A brief history of the office of High Sheriff and how it evolved into its present day role.
The office of High Sheriff is the oldest secular office in the United Kingdom, after the Crown, and dates back to Saxon times. The word ‘Sheriff’ derives from ‘Shire Reeve’ or the Anglo-Saxon ‘ Scir Gerefa’. The King’s Reeve was also known as the ‘High Reeve’. Anglo-Saxon Sheriffs fought at the Battle of Hastings and Godric, the first recorded Sheriff from Berkshire, was killed during this famous battle.
The High Sheriff & The Normans
After the Conquest in 1066, the Normans continued to appoint Sheriffs. In the 11 th and 12 th centuries, the powers of the High Sheriff were considerably extended. These powers included:
- Acting as chief magistrate in cases before Courts of the Hundred (an administrative unit in the Shire); these Courts were chiefly responsible for the administration of the law and keeping the peace;
- Raising the ‘hue and cry’ in pursuit of wrong-doers in their Shire (the phrase derives from an Anglo-Norman phrase);
- summoning the ‘posse comitatus’ which was the power to conscript any able-bodied man to assist in keeping the peace;
- Administration of Crown Property in the Shire;
- collecting taxes and all dues on Crown lands on behalf of the Crown.
1200s – 1800s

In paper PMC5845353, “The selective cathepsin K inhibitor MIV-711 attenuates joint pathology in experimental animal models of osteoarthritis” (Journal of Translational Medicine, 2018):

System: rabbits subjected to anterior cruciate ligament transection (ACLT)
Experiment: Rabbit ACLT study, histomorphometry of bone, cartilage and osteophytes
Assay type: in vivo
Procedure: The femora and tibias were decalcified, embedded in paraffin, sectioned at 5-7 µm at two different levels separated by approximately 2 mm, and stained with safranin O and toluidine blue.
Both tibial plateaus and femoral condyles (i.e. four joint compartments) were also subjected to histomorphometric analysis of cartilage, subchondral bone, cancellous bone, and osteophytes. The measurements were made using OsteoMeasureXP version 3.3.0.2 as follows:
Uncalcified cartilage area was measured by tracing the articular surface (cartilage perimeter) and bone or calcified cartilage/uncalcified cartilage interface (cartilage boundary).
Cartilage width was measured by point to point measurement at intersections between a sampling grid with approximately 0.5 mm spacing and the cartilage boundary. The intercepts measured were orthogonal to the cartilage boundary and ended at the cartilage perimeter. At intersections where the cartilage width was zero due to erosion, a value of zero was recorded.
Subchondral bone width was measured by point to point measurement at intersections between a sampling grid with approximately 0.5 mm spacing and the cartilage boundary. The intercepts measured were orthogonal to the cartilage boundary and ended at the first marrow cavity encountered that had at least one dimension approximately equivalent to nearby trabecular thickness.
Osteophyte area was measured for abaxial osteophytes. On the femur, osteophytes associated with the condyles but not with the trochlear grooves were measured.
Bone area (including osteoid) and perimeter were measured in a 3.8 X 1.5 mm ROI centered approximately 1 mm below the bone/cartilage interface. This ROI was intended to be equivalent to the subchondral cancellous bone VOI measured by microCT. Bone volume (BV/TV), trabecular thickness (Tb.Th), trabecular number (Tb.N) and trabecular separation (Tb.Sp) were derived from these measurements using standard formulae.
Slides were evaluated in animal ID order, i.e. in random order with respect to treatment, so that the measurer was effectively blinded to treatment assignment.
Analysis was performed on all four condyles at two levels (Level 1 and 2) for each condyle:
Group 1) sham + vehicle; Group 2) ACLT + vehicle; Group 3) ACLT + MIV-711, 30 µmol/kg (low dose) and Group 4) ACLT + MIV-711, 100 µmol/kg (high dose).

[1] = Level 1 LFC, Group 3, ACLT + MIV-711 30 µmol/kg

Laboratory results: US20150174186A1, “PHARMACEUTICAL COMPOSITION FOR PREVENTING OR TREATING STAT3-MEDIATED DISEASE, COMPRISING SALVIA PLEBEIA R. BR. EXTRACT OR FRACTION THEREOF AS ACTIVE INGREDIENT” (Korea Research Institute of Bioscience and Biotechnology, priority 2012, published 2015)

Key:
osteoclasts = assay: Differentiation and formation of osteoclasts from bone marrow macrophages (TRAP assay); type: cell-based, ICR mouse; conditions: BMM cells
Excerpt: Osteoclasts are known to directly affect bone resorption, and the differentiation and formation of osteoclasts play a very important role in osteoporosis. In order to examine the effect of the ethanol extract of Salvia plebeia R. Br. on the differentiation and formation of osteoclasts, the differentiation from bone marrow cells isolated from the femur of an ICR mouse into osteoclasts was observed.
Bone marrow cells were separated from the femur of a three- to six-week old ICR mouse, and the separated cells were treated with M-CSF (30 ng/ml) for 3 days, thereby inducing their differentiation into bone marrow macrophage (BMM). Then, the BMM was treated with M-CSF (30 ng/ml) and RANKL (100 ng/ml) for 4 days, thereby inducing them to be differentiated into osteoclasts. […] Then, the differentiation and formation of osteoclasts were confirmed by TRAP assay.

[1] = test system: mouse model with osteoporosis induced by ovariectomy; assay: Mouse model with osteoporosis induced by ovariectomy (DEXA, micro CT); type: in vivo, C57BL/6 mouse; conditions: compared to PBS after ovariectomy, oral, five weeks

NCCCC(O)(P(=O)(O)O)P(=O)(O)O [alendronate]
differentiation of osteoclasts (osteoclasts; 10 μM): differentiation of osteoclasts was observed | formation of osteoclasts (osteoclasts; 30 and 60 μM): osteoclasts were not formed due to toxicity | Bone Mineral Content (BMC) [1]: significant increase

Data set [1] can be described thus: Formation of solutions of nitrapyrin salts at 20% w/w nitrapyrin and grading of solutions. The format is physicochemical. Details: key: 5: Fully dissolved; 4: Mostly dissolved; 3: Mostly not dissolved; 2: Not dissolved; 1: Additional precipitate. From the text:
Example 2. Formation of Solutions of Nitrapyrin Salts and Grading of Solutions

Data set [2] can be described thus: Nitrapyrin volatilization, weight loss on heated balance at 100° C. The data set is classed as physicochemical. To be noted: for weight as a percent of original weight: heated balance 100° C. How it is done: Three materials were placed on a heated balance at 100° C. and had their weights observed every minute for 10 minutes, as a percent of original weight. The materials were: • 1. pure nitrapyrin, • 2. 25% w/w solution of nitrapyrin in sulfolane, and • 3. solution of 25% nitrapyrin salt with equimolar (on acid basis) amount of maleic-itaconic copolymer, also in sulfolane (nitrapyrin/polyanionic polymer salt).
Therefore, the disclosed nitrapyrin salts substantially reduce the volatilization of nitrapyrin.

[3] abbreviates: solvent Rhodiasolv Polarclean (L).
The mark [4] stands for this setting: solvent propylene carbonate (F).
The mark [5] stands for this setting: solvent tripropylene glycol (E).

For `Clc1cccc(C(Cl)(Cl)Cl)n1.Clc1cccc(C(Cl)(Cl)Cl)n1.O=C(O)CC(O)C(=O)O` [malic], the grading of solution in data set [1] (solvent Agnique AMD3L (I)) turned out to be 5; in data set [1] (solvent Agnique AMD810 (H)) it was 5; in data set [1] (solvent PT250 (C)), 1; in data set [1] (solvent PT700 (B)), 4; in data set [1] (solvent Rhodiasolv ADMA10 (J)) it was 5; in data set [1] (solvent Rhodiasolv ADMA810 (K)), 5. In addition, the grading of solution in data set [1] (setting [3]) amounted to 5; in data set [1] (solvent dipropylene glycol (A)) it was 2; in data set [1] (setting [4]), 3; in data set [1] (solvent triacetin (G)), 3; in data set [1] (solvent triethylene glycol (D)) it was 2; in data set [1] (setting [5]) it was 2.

In the Magna Carta, twenty seven of the sixty three clauses in that famous document relate to the role of the Sheriff. From 1254 the High Sheriff supervised the election to Parliament of two knights of the Shire.
In the 13th century, some of the Sheriff’s powers were transferred to the newly created roles of Coroners and Justices of the Peace. Henry VIII was the first to create Lord Lieutenants to certain English counties in the 1540s. They were appointed to be the personal representative of the Sovereign.
The High Sheriff from the 1800s onwards
By Acts of Parliament in 1856 and 1865 the Sheriff’s powers relating to police and prisons passed to the Police Commissioners and the local constabulary. Under an Act of 1883 the responsibility for administering Crown Property passed to the Crown Commissioners.
The Sheriffs Act of 1887 consolidated the law relating to the Office of High Sheriff and the Act remains in force today though there have been several amendments. The Act stipulates that the Office should be held for one year only and confirmed the historic process of nomination and selection by the Sovereign.
The ceremonial uniform that is worn by High Sheriffs is known as Court Dress. The style of the uniform for men has remained essentially unchanged since the late seventeenth century and includes a sword and a cocked hat. When not wearing Court Dress, a High Sheriff will wear a badge of office.
Today, the High Sheriff remains the Queen’s representative for Law and Order in the County. This involves the organising of such events as the Ceremonial Service for the Opening of the Judicial Year. The position is unpaid.